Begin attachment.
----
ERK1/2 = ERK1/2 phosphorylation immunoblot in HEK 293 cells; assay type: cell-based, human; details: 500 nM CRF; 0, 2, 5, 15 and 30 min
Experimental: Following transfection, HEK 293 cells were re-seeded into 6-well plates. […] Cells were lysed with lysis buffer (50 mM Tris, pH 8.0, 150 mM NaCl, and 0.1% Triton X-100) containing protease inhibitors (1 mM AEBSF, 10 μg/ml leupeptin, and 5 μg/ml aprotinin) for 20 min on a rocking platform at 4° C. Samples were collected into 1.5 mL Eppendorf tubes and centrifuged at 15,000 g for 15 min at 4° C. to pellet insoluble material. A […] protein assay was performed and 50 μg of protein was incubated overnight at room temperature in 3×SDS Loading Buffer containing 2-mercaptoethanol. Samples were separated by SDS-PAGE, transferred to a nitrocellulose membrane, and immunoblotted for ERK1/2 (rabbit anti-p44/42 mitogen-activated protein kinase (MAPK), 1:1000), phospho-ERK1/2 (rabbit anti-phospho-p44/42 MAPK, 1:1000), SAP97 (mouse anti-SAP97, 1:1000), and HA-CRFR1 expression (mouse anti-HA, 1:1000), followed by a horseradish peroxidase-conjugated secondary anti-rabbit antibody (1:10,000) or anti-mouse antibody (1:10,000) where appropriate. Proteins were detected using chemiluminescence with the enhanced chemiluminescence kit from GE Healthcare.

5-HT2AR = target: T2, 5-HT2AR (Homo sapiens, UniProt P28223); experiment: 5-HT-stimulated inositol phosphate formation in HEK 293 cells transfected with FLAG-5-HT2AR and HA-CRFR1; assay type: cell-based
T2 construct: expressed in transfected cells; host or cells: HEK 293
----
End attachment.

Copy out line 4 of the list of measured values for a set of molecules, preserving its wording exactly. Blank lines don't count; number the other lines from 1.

T2 construct: expressed in transfected cells; host or cells: HEK 293